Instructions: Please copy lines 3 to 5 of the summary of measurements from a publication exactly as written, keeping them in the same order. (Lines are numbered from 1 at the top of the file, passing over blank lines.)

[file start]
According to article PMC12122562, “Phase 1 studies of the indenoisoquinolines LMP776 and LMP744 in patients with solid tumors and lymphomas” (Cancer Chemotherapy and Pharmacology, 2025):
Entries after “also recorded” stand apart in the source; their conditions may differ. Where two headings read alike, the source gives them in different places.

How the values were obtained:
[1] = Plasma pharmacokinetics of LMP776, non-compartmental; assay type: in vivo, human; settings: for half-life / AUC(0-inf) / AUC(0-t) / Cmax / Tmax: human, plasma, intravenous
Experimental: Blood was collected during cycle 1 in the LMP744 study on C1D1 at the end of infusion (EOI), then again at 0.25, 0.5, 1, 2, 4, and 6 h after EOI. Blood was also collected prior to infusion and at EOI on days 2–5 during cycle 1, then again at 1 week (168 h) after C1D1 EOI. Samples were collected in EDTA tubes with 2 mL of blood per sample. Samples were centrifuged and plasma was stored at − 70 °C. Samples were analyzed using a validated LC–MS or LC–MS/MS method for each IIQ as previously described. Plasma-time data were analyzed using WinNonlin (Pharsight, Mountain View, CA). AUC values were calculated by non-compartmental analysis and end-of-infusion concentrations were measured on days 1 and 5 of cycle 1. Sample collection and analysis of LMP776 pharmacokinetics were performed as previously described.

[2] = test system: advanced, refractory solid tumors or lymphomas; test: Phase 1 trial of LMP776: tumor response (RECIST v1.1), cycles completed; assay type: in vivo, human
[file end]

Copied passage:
How the values were obtained:
[1] = Plasma pharmacokinetics of LMP776, non-compartmental; assay type: in vivo, human; settings: for half-life / AUC(0-inf) / AUC(0-t) / Cmax / Tmax: human, plasma, intravenous
Experimental: Blood was collected during cycle 1 in the LMP744 study on C1D1 at the end of infusion (EOI), then again at 0.25, 0.5, 1, 2, 4, and 6 h after EOI. Blood was also collected prior to infusion and at EOI on days 2–5 during cycle 1, then again at 1 week (168 h) after C1D1 EOI. Samples were collected in EDTA tubes with 2 mL of blood per sample. Samples were centrifuged and plasma was stored at − 70 °C. Samples were analyzed using a validated LC–MS or LC–MS/MS method for each IIQ as previously described. Plasma-time data were analyzed using WinNonlin (Pharsight, Mountain View, CA). AUC values were calculated by non-compartmental analysis and end-of-infusion concentrations were measured on days 1 and 5 of cycle 1. Sample collection and analysis of LMP776 pharmacokinetics were performed as previously described.